Soon, you will be able to add GIF image to your Facebook comments as the social networking platform is somewhat busy in incorporating the animated GIF button to its comments section. Finally embracing the GIF. Next week Facebook will begin testing a GIF button that lets users post GIFs from services like Giphy and Tenor as comments.
Although Facebook in response to this has confirmed the GIF test is coming with this statement:
“Everyone loves a good GIF and we know that people want to be able to use them in comments. So we’re about to start testing the ability to add GIFs to comments and we’ll share more when we can, but for now we repeat that this is just a test.”
All-set now, as Facebook begin to test a GIF button that will let you (fans) user services aforementioned for posting your reactions as an animated GIFs as comments. After the test, the GIF comment button will only become available to a small group of Facebook users and will be rolled out to everyone who loves it.
So how is this function going to work? It will similarly work as to the GIF button in Facebook Messenger, allowing users to both browse trending GIFs and search for specific reactions in-line (such as happy, smile, wow, angry and others). Users still won’t have the ability to select and share GIFs as News Feed posts, but comment GIFs could lay the groundwork for that.
Now, the button will function in the same fashion as in FB Messenger. In a bid to make Messenger more funatic and engaging, Facebook may soon add a new reaction “Dislike” for Facebook Messenger. As the social network has long shrinked the animated image medium though, the rationale was that allowing flashy, eye-catching GIFs might distract from the rst of the News Feed experience. Reportedly, Facebook has even had support for GIFs built for years, but delayed rolling it out for fear of disruting the feed aesthetic.
Before the Facebook’s News Feed filled up with auto-play video, Facebook later permitted News Feed sharing with the direct URL of a GIF file, but that rather meant users had to search for them on sites like Imgur or Tumblr, or host themselves. Followed by this, Facebook only allowed Pages and ads to sahre GIFs. With still no GIF browser and no uploading by users allowed.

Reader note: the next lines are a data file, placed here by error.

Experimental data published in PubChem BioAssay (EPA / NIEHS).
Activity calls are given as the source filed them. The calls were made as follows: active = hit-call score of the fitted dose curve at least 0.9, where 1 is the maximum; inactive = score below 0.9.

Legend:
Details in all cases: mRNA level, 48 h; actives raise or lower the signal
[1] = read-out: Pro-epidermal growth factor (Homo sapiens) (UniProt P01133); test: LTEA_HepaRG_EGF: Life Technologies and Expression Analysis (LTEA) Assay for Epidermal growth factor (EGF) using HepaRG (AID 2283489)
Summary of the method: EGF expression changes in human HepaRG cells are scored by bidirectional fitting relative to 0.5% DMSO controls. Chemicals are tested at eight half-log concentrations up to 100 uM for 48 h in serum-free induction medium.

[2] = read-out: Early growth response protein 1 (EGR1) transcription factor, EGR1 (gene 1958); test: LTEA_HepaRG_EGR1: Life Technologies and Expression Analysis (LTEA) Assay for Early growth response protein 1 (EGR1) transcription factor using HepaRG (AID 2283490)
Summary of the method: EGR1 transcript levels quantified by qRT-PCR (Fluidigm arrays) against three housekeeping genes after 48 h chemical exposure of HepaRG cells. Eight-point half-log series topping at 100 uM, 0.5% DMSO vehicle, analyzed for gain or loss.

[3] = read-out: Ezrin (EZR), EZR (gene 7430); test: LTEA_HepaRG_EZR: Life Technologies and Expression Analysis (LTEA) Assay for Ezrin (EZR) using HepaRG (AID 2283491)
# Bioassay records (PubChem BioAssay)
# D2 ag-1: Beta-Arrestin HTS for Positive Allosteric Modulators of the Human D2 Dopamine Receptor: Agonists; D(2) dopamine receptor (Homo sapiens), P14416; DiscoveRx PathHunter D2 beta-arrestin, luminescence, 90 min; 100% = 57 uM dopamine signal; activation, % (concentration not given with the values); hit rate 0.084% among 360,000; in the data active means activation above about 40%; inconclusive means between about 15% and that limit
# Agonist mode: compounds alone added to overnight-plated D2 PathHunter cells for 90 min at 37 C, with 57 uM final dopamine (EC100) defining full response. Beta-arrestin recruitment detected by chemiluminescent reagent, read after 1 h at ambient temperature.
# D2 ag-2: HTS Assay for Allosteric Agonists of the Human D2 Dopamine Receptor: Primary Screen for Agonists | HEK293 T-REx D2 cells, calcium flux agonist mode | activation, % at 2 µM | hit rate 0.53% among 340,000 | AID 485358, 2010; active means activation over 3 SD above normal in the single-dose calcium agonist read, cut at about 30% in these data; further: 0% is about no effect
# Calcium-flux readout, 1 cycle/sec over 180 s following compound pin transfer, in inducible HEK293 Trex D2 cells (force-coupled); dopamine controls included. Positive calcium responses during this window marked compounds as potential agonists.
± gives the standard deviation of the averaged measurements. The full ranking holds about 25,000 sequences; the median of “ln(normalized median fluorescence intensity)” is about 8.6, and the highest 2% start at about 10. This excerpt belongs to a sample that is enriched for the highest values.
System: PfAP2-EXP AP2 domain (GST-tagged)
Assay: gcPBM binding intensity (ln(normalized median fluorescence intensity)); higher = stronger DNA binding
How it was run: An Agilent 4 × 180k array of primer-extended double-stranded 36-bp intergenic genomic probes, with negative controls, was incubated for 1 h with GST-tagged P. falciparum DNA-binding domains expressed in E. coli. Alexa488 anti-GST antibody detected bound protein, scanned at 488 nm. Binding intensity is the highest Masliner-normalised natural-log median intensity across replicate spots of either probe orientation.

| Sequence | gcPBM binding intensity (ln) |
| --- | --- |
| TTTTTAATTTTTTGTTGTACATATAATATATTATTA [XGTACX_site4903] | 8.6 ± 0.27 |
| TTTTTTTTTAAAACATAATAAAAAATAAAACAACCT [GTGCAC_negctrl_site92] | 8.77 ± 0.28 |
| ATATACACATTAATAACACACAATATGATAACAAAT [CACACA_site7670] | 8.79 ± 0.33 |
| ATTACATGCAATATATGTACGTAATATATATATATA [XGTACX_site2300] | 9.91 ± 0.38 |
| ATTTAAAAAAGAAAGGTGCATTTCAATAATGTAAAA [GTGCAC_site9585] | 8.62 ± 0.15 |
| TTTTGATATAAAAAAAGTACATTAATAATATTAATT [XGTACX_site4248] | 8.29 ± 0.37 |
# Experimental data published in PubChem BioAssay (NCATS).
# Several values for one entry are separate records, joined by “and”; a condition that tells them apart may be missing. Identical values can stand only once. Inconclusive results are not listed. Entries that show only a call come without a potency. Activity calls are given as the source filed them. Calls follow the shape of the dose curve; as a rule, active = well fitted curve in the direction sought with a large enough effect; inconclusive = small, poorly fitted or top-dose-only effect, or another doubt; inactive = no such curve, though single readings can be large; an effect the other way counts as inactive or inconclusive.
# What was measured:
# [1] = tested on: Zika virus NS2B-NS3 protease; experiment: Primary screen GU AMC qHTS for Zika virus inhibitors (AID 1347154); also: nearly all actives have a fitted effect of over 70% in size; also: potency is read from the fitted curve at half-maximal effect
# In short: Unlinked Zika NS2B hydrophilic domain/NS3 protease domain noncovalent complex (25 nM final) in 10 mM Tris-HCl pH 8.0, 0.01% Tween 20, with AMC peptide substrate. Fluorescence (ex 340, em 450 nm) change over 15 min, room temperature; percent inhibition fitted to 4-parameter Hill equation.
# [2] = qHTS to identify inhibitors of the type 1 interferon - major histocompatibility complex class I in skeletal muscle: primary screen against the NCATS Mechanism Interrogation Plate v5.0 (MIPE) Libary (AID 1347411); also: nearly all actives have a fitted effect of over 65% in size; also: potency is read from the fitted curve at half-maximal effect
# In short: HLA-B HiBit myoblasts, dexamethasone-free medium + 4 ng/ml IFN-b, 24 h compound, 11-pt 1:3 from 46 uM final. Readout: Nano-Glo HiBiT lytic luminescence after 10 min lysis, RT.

Later on, Facebook’s feed downranked “low-quality memes,” which eventually include ‘image marcos’ made up of GIF + overlaid text. Messenger added GIF sharing back in 2015, but naturally, the main Facebook app still didn’t play nice with the format.
In February, Facebook celebrated the first anniversary of “Reactions” and recorded 300 billion “Reactions” on posts and the “Love” reaction was used maximum times by its over 1.79 billion users. Facebook also used Snapchat-like lead as social media usage that involves from text statuses to rich media. Most of that focus has been on video. Now that if the test is well received, Facebook comment reels might soon be filled with “reaction GIFs’. These typically use a clip of a movie, television show, or cartoon to express the emotion of the user, from all the excitement to concern.
After all, GIFs are just the best moments of video played on loop, and Facebook says video is its future. And eventually, Facebook might loosen upo and add a GIF button to the News Feed composer. Stay tuned for More!